Is customer loyalty for small businesses achievable, or is the concept of a “loyal customer” a thing of the past? Certainly, “brands” are not quite what they used to be. The smartphone revolution has made information readily available for consumers to make more informed purchasing decisions.
In fact, a recent study from Criteo says 30% of desktop sales are preceded by a click on a mobile device. In addition, mobiles are where most consumer journeys start, according to Google. I have also often found myself in a store searching for a product and opening my mobile phone to check if I can purchase the same product cheaper elsewhere. Customer loyalty isn’t what it used to be! However, small businesses can still deliver personal experiences that keep their customers for longer.
Here are some ideas that can help your small business create customer loyalty.
Start With Why?
What’s the story behind your business? Why would a customer decide to buy from you instead of a larger brand or your direct competitor? A promotional offer could easily be replicated, so what makes you stand out? These questions will help you to understand why you exist and why customers should continue buying from you.
Simon Sinek explains the importance of finding the answers to some of these questions. The most successful businesses have a clear understanding of who they are, and this identity comes across in their marketing.
What’s Your Brand Promise?
Here is an example of a strong brand promise that resonates among BMW’s loyal customers who would like to drive “The Ultimate Driving Machine”:
As you can see, this message is central to their mission statement, their purpose or their “Why?”.
So why does your small business exist and how does this come across in your messaging?
Better Mobile Customer Experiences
The numerous statistics supporting mobile as the future of customer experience confirm that you need to be where potential customers are spending most of their time. A mobile-friendly website should be standard practice in 2018, but many small businesses are still catching up with an ever-growing trend. A quick way to lose a customer is poor customer experience.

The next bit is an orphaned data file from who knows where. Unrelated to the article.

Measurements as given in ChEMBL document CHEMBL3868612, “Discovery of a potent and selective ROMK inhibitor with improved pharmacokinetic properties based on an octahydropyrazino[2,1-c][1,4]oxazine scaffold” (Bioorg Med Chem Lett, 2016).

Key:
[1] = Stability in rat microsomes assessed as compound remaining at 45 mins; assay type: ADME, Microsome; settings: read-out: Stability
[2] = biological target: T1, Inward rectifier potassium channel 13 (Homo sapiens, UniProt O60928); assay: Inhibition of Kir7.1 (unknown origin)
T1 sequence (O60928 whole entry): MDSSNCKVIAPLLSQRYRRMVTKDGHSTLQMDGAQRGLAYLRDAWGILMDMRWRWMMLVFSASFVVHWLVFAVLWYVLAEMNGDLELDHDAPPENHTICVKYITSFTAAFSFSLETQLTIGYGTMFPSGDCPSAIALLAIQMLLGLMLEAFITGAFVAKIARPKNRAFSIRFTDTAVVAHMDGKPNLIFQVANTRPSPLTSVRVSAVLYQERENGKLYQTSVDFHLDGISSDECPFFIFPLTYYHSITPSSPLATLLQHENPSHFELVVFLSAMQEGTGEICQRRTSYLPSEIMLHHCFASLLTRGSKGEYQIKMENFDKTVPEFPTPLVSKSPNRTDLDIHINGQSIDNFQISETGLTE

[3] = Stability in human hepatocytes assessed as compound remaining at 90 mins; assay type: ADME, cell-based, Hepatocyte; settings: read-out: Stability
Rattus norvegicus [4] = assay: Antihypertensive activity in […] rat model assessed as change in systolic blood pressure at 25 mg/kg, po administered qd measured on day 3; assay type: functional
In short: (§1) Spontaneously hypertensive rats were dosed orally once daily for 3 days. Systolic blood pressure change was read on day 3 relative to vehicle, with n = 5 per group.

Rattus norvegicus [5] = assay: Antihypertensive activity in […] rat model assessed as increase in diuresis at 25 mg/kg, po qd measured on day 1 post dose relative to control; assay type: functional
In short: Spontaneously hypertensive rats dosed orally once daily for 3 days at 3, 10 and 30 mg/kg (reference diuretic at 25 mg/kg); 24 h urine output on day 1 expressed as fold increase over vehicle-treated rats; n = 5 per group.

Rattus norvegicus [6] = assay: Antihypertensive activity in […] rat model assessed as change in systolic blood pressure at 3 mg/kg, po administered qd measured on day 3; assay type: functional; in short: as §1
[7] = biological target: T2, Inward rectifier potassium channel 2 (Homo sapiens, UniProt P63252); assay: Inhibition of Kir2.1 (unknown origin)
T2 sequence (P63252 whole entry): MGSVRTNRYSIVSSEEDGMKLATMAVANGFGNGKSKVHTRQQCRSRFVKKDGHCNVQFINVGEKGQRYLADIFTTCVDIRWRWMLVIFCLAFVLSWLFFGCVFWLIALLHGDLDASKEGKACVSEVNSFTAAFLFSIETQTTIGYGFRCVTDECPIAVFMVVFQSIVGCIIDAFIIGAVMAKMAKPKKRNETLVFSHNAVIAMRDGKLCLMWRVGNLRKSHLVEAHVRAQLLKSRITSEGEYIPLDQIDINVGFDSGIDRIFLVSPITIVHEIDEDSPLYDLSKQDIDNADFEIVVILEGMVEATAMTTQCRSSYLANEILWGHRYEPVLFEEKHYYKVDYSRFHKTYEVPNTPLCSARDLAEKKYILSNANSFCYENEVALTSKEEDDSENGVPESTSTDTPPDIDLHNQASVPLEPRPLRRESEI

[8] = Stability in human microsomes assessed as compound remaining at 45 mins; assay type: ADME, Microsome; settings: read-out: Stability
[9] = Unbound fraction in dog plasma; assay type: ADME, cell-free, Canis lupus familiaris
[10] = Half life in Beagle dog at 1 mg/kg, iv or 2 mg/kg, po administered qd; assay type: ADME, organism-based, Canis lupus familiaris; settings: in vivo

As you can see from the graph below, smartphone usage has increased in the past five years from 51% to 77%.
You can test how mobile-friendly your small business’ website is by using a free tool from Google called Page Speed Insights. For mobile loading times, you can try another tool from Google, which estimates actual load times from a 3G device, giving some indication of mobile page speed compared to competitors.
Identifying Brand Advocates
1 in 3 internet users are brand advocates; the “extroverted, trustworthy and extremely well-networked” customers that can actively promote your small business. It can cost 5 times as much to attract a new customer compared to retaining a current one through the usual customer acquisition channels such as social media, SEO, PPC and direct mail. So, identifying brand advocates is essential in ensuring you keep these high-value customers happy as they help spread awareness and engage other current and potential customers.
Leveraging Social Media
Hootsuite explains in detail how to leverage the power of social media to ensure you create advocates for your company. The best advocates are already in your company or are a current customer. These advocates could defend you against the negative reviews and promote your products/services in a truly natural way.
Engage with them when they ask questions or leave reviews, reward them, appreciate them and certainly don’t ignore them. An example of a company using brand advocates to create unique user-generated content is Craft Gin Club. They have a website which integrates with their social media following. They have also created an engaging club membership environment where brand advocates can interact with other customers.
SEO for Local Customers